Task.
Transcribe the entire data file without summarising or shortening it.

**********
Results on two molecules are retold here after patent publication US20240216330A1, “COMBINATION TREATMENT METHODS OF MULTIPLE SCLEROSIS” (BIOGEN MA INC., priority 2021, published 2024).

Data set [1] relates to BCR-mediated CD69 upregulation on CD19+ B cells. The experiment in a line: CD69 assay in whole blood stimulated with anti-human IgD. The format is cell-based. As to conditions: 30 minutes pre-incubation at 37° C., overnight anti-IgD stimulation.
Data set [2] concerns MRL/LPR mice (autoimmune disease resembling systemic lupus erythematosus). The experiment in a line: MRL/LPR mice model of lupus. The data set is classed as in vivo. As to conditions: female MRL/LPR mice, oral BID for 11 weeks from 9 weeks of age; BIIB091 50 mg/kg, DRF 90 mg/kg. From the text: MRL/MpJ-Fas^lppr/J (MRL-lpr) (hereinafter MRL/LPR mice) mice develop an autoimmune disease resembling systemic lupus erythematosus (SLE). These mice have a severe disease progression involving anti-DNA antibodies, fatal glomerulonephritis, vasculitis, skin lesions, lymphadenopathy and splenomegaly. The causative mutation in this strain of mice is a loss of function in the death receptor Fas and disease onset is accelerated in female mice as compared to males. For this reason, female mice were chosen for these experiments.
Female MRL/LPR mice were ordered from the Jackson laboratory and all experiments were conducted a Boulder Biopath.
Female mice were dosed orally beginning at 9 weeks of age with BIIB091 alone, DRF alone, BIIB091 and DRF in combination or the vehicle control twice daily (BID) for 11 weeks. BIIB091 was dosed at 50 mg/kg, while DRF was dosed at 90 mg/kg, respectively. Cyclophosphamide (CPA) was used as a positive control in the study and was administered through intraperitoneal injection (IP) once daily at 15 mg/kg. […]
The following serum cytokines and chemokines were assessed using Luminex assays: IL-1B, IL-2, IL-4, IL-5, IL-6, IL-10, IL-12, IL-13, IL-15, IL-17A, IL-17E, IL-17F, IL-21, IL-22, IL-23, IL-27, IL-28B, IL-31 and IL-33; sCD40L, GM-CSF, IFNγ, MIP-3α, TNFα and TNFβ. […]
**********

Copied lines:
Results on two molecules are retold here after patent publication US20240216330A1, “COMBINATION TREATMENT METHODS OF MULTIPLE SCLEROSIS” (BIOGEN MA INC., priority 2021, published 2024).

Data set [1] relates to BCR-mediated CD69 upregulation on CD19+ B cells. The experiment in a line: CD69 assay in whole blood stimulated with anti-human IgD. The format is cell-based. As to conditions: 30 minutes pre-incubation at 37° C., overnight anti-IgD stimulation.
Data set [2] concerns MRL/LPR mice (autoimmune disease resembling systemic lupus erythematosus). The experiment in a line: MRL/LPR mice model of lupus. The data set is classed as in vivo. As to conditions: female MRL/LPR mice, oral BID for 11 weeks from 9 weeks of age; BIIB091 50 mg/kg, DRF 90 mg/kg. From the text: MRL/MpJ-Fas^lppr/J (MRL-lpr) (hereinafter MRL/LPR mice) mice develop an autoimmune disease resembling systemic lupus erythematosus (SLE). These mice have a severe disease progression involving anti-DNA antibodies, fatal glomerulonephritis, vasculitis, skin lesions, lymphadenopathy and splenomegaly. The causative mutation in this strain of mice is a loss of function in the death receptor Fas and disease onset is accelerated in female mice as compared to males. For this reason, female mice were chosen for these experiments.
Female MRL/LPR mice were ordered from the Jackson laboratory and all experiments were conducted a Boulder Biopath.
Female mice were dosed orally beginning at 9 weeks of age with BIIB091 alone, DRF alone, BIIB091 and DRF in combination or the vehicle control twice daily (BID) for 11 weeks. BIIB091 was dosed at 50 mg/kg, while DRF was dosed at 90 mg/kg, respectively. Cyclophosphamide (CPA) was used as a positive control in the study and was administered through intraperitoneal injection (IP) once daily at 15 mg/kg. […]
The following serum cytokines and chemokines were assessed using Luminex assays: IL-1B, IL-2, IL-4, IL-5, IL-6, IL-10, IL-12, IL-13, IL-15, IL-17A, IL-17E, IL-17F, IL-21, IL-22, IL-23, IL-27, IL-28B, IL-31 and IL-33; sCD40L, GM-CSF, IFNγ, MIP-3α, TNFα and TNFβ. […]